Sunday, September 10

Fall Color



I really need some more fall color in my garden. Some rich, warm fall color like this accidental combo of orange pyracantha berries and purple sweet potato vine.

In the red category, my Japanese bloodgrass is showing nicely, as is the 'Rhubarb' Swiss chard. The nasturtiums are starting to peter out but the pineapple sage looks like it's ready to flower any time. 'Vodka' wax begonias are still going strong.

Not counting the pyracantha berries, the only true oranges I see in the garden are asclepias tuberosa and 'Copper Sunset' nasturtiums. I have a couple of late 'Cappucino' sunflowers that are adding a rusty brown-orange as well.

In purples, the foliage is carrying the day: 'Blackie' sweet potato vine, 'Purple Knockout' salvia lyrata, 3 inherited heuchera, the Japanese maple, 'Hillside Black Beauty' cimicifuga/actaea, 'Dragon's Blood' sedum, 'Othello' ligularia and various coleus. I do have purple flowers, too: My 'May Night' salvia is STILL blooming! I'm amazed, as it's easily been flowering for 14 weeks now.

So now I'm looking around at other people's gardens and thinking about what I can add to give me some color at this time next year. Frankly, I don't much care for mums or asters, as they don't seem to carry their weight for the rest of the year. With a small garden, I require at least 3 seasons of interest--or 2 seasons of spectacular interest, plus being bearable the third season.

I'm thinking that I need to add some more colorful foliage in general, like pennisetum rubrum and more coleus. I might want to refrain from deadheading things like iris that will form interesting seedheads. I've learned that if I cut back my amaranths when they are younger, I can get a stouter multi-branched plant. That will hopefully allow me to keep them in the garden longer instead of having to clean them out when they get top-heavy and succumb to the wind.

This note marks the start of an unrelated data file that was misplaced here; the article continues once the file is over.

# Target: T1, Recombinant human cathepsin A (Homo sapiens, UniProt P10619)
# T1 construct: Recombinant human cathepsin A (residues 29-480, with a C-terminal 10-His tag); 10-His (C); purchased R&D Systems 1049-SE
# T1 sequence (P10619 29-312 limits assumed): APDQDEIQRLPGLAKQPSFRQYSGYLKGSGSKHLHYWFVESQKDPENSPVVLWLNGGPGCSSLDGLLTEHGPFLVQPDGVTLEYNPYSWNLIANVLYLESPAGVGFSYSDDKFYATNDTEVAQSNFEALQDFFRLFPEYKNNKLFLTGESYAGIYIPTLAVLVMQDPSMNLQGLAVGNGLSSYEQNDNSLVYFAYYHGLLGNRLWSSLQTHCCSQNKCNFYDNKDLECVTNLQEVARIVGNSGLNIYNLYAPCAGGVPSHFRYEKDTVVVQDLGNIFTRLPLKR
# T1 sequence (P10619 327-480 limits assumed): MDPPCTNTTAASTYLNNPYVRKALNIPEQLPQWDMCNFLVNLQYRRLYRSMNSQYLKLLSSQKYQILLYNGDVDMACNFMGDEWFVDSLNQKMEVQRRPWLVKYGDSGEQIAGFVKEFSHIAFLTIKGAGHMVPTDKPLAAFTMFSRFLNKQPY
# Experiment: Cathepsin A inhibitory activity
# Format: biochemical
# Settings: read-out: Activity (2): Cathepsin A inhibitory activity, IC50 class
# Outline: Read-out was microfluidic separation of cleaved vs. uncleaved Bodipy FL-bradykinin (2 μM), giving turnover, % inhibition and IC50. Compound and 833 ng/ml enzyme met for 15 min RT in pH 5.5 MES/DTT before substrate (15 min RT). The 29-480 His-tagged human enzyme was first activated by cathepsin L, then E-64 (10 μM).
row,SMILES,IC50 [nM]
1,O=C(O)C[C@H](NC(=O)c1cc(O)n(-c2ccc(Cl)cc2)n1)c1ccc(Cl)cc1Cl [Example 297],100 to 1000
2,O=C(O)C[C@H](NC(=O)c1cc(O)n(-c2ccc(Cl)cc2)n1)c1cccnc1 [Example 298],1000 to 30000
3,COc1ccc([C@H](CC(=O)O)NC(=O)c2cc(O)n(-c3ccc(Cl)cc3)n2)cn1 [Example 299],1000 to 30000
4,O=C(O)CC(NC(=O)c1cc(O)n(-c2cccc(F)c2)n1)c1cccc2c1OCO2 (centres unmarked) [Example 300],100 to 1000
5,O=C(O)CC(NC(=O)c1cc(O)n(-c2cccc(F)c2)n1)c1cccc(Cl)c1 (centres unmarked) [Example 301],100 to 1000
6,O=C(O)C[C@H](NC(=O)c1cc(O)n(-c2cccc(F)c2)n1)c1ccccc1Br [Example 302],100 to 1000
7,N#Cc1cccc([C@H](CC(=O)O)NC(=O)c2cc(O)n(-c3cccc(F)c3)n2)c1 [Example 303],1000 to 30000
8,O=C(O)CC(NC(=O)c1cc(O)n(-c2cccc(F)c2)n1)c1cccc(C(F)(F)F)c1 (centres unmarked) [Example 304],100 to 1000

Next year, some of the smaller pots of grasses that I planted last year--'The Blues' little bluestem, 'Hameln' pennisetum, carex buchannii, and 'Rotstrahlbush' switchgrass--should come into maturity and add more interest. They look good now, they're just so small that they don't make as much of an impact as they will at full size.

Fall is my absolute favorite season. I love the crisp air, the warm colors, the sense that the plant world is going to take a much-deserved rest after putting all of its energy into being green and growing for months on end. It might sound kind of silly to be planning for a beautiful fall garden when that's the time that most people are "putting their gardens to bed,"but I would love for my favorite season to be my favorite time to view the garden as well.

13 comments:

Loretta said...

Sounds beautiful! And you are right, we should always plan to plan the garden for the seasons we love the most.

Cheers!

Carol said...

Yes, it does take some planning, and patience to get a lot of good, fall color. Love that sweet potato vine.

Stuart said...

Kim, I love your prerequisites for plant choice "I require at least 3 seasons of interest--or 2 seasons of spectacular interest, plus being bearable the third season."

Using that guide would make choosing plants considerably harder but far more rewarding.

Sigrun said...

The first plant I have never seen. But I also like this deep colours!

Sigrun

Annie in Austin said...

Kim, you have a lot of cool, fall color already, and the pennisetum with the burgundy leaves would go so well! Too bad it's annual, not perennial. My Mountain Ash/Sorbus used to get deep orange berries in fall, and the leaves got reddish tinges on dark green before turning reddish brown. I think some viburnums also turned that dark purpley-red that you like. [Were they Cranberry viburnum, maybe??]